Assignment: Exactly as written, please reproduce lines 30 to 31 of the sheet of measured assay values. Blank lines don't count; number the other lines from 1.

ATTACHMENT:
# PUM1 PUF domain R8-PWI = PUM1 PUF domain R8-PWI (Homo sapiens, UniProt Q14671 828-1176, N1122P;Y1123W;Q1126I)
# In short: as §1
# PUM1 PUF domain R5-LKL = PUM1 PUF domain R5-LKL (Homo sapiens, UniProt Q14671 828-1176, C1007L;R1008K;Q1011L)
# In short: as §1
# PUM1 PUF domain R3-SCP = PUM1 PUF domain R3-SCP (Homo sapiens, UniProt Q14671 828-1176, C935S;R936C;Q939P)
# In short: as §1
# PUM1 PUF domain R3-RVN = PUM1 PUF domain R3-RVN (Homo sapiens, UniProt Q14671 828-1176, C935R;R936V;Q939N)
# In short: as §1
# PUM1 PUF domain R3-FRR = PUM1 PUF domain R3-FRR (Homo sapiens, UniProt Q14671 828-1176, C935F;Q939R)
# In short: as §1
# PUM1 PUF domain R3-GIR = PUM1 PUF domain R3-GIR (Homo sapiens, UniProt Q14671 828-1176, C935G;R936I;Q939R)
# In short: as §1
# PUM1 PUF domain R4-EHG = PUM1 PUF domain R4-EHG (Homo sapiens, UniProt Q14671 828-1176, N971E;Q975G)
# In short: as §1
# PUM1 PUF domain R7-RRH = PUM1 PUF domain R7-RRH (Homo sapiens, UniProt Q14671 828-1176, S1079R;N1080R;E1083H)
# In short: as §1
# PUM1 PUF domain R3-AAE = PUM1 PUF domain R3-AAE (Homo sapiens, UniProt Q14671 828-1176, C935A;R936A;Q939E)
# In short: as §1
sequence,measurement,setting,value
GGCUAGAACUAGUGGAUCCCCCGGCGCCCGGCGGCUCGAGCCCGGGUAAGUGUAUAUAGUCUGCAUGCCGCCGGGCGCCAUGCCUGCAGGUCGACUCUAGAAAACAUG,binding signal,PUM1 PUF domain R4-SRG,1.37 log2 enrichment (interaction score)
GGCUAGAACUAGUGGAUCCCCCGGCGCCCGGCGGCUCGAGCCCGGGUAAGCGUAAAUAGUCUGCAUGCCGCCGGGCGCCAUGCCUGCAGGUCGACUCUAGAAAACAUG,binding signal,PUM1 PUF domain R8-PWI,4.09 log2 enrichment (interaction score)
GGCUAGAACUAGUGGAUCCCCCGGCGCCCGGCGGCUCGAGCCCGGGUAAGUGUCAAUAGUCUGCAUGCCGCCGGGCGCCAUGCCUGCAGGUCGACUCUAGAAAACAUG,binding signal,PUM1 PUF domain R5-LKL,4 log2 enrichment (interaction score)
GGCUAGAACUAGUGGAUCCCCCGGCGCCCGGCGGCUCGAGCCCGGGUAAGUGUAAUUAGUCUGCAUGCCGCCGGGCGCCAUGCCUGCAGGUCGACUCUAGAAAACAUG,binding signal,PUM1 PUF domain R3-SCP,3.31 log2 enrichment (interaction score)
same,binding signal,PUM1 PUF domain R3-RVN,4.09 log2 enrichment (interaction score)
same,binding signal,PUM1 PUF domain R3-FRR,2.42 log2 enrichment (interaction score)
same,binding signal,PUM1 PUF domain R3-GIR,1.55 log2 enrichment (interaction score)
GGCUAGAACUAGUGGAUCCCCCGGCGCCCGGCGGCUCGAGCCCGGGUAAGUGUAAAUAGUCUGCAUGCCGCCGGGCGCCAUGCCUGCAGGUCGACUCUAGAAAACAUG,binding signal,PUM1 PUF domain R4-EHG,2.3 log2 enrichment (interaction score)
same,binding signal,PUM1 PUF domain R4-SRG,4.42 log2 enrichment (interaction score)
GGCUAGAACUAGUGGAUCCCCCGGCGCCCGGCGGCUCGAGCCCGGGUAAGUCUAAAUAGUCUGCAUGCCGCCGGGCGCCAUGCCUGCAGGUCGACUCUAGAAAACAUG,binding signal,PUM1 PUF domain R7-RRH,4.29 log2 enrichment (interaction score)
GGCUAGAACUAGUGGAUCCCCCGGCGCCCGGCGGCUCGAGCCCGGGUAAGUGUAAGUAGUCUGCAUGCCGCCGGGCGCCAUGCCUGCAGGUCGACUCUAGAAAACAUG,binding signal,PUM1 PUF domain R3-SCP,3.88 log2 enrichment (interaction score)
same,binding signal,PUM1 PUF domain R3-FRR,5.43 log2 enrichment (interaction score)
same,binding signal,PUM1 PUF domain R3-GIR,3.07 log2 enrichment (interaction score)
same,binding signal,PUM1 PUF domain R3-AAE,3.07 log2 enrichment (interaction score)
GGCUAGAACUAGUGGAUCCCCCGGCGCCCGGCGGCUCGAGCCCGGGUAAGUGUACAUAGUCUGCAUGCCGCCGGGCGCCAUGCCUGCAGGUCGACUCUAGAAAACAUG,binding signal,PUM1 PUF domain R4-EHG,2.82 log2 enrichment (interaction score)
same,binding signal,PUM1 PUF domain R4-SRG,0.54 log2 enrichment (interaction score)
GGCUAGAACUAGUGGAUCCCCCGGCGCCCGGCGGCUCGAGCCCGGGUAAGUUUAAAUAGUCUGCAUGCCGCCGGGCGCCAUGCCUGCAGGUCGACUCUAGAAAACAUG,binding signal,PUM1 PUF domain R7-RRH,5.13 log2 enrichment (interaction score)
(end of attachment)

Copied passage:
GGCUAGAACUAGUGGAUCCCCCGGCGCCCGGCGGCUCGAGCCCGGGUAAGUGUAAGUAGUCUGCAUGCCGCCGGGCGCCAUGCCUGCAGGUCGACUCUAGAAAACAUG,binding signal,PUM1 PUF domain R3-SCP,3.88 log2 enrichment (interaction score)
same,binding signal,PUM1 PUF domain R3-FRR,5.43 log2 enrichment (interaction score)